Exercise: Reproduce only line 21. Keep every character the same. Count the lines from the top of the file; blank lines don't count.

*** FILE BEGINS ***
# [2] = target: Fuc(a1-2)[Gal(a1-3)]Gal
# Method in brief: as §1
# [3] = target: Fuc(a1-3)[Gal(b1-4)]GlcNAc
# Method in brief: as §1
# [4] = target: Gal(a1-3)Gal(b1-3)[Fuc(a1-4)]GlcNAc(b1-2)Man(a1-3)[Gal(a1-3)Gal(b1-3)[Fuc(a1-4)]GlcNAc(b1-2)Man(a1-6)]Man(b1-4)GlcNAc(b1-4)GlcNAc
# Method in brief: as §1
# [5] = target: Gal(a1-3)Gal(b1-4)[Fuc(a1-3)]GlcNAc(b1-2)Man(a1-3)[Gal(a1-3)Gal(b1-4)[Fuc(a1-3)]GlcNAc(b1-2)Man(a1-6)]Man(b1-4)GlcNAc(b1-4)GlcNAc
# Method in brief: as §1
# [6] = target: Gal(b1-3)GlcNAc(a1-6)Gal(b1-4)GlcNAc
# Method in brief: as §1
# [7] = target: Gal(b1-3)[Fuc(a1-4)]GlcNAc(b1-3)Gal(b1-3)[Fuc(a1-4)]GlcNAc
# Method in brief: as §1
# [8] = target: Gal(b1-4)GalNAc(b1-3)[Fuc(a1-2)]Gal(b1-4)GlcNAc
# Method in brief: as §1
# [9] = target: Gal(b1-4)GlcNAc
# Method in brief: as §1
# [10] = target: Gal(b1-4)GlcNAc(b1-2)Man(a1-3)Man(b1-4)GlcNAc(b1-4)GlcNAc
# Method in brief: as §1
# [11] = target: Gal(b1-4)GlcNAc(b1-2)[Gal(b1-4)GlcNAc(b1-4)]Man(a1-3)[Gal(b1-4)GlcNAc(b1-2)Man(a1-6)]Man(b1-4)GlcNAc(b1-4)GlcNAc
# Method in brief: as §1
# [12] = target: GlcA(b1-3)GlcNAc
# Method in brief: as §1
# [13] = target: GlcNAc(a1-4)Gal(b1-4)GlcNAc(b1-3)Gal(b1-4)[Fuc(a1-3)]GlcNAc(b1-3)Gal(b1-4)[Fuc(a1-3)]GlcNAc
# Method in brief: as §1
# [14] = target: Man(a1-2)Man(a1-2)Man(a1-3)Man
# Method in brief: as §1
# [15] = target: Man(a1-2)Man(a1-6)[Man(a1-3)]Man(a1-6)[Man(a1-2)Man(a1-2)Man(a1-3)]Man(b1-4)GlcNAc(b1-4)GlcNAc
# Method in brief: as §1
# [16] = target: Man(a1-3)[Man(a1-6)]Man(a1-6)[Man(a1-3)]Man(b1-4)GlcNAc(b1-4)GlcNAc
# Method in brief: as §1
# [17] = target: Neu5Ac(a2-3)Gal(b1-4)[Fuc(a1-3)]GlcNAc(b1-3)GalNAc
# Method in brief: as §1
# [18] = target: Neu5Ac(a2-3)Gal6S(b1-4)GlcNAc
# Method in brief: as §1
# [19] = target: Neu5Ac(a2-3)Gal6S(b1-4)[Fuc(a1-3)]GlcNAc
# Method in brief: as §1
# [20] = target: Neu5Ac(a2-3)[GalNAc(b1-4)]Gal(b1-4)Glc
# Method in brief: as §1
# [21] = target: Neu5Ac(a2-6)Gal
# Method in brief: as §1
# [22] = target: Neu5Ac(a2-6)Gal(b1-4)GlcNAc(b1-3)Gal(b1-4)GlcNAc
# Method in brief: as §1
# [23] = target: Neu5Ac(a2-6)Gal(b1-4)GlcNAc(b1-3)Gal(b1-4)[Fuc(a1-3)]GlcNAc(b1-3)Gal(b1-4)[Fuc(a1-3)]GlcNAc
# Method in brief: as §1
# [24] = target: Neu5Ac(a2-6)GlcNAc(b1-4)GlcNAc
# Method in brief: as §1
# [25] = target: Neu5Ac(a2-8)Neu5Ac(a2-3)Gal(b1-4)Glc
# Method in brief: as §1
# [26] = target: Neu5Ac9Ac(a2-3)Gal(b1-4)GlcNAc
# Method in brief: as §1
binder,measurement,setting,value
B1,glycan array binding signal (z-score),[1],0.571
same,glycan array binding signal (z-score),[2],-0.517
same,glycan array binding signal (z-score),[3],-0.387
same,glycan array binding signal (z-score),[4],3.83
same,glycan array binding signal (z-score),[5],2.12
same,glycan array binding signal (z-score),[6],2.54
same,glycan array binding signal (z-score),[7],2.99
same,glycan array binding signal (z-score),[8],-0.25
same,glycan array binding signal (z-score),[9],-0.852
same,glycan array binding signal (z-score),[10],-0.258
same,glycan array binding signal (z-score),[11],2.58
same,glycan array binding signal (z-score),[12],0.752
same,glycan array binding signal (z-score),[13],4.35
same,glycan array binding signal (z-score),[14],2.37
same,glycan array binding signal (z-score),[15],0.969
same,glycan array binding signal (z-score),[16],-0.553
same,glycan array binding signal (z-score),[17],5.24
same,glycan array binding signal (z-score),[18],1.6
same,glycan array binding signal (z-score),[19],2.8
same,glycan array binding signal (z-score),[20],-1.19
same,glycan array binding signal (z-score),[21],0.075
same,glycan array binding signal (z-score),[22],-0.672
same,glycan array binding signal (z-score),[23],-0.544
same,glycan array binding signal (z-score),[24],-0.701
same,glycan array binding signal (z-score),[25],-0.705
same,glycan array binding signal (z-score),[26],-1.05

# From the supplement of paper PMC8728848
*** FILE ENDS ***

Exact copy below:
# [12] = target: GlcA(b1-3)GlcNAc